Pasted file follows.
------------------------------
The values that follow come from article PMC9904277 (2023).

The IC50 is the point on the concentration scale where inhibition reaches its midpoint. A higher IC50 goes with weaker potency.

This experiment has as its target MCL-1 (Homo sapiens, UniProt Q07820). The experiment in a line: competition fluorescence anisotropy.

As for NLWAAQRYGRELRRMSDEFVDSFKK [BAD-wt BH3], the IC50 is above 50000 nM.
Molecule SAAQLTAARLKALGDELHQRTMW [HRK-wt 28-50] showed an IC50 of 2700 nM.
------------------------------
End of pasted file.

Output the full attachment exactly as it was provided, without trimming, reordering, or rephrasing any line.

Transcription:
The values that follow come from article PMC9904277 (2023).

The IC50 is the point on the concentration scale where inhibition reaches its midpoint. A higher IC50 goes with weaker potency.

This experiment has as its target MCL-1 (Homo sapiens, UniProt Q07820). The experiment in a line: competition fluorescence anisotropy.

As for NLWAAQRYGRELRRMSDEFVDSFKK [BAD-wt BH3], the IC50 is above 50000 nM.
Molecule SAAQLTAARLKALGDELHQRTMW [HRK-wt 28-50] showed an IC50 of 2700 nM.